M3AAWG is one of the few operational forums where senders can engage in a respectful and meaningful dialogue with network operators to solve common problems that both sides of the industry face. The documents below were developed to help senders of bulk mail and email service providers put into place the best practices that will help reduce spam and the spread of malware.
1. Trust in Email Begins with Authentication (M3AAWG Email Authentication White Paper – updated February 2015)
Along with the effort to detect and filter problematic traffic, there is a complementary effort in place to identify trustworthy email participants. This white paper provides background on authentication and looks at the most popular mechanisms currently in use.
2. MAAWG Sender Best Communications Practices, Version 3.0 (February 2015)
The only email marketing best practices developed with the cooperation of both senders and ISPs, this paper creates a greater transparency between senders of bulk mail and the receiving operators. This transparency helps distinguish legitimate mailers from spammers, and the BCPs also advocate technologies and practices that help to make email a more secure and reliable communication channel.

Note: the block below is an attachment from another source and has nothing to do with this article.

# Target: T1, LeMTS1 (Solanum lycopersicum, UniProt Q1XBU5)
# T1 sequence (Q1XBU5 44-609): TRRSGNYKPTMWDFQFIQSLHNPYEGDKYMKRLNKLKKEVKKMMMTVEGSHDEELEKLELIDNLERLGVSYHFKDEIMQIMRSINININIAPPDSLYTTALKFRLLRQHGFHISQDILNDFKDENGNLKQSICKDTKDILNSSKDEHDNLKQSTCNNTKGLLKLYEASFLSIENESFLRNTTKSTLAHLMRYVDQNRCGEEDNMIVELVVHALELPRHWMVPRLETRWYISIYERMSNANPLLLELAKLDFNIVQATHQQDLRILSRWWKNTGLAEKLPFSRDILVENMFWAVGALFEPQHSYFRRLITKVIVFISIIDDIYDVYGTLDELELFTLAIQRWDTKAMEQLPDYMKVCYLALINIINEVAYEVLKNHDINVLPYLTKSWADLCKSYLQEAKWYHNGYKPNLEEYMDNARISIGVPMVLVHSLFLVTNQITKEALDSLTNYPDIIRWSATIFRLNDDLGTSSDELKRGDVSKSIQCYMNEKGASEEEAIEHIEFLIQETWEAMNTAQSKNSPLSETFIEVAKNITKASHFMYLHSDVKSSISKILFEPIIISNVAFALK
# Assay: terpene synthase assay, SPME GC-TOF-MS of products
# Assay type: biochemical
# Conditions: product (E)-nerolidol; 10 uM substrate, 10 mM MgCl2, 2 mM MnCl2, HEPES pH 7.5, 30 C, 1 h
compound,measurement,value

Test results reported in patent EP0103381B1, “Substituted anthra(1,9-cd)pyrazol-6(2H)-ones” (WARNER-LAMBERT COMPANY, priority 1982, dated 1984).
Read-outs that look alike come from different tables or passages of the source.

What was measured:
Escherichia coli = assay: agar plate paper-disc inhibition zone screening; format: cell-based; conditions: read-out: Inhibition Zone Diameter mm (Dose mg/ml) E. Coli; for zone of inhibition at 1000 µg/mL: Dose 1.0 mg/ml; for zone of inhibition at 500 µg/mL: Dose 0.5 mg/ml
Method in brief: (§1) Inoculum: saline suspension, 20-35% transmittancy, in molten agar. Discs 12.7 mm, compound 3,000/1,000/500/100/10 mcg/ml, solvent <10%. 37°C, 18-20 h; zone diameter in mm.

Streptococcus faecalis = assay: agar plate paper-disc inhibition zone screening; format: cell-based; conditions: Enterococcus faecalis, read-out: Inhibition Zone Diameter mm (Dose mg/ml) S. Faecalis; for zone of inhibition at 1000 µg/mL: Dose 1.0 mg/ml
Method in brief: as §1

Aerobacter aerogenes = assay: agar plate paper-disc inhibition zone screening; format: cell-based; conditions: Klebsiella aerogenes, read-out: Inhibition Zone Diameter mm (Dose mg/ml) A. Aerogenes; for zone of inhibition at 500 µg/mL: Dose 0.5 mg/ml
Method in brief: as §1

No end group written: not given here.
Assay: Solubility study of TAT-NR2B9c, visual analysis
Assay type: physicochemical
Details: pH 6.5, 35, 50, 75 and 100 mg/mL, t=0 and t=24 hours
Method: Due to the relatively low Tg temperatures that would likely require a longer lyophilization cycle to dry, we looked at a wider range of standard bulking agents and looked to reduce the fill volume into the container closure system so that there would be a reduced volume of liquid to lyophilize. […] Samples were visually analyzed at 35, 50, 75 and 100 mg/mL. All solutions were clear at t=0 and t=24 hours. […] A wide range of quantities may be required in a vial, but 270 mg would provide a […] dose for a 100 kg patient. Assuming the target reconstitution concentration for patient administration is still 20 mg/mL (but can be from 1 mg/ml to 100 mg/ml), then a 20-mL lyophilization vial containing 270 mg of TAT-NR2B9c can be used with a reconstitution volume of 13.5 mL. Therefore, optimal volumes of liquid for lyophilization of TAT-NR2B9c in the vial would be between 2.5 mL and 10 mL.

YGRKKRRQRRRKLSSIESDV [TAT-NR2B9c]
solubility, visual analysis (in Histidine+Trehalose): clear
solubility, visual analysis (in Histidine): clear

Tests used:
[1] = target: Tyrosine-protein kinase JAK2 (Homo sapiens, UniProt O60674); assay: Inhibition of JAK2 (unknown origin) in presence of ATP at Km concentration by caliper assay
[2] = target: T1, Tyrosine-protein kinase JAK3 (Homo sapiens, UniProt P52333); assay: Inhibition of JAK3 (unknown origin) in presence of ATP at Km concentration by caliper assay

3. MAAWG Position on Email Appending (Sept. 2011)
“Appending” is the practice of taking demographic information known, or assumed, to be related to a particular customer and matching it with other data. Email appending is in direct violation of core M3AAWG values.
4. MAAWG Vetting Best Common Practices (Nov. 2011)
Email Service Providers (ESPs) send large volumes of email on behalf of their clients and are at the mercy of their worst clients' worst practices. This document covers the general intent, purpose and benefits of a client-vetting program. It outlines specific guidelines on the process, the operation and criteria for vetting customers before they mail, and monitoring after the initial send.
5. MAAWG Complaint Feedback Loop BCP (Aug. 2010)
Note: This M3AAWG best practices paper has been replaced by RFC 6449, Complaint Feedback Loop Operational Recommendations, November 2011, from the IETF. See https://tools.ietf.org/html/rfc6449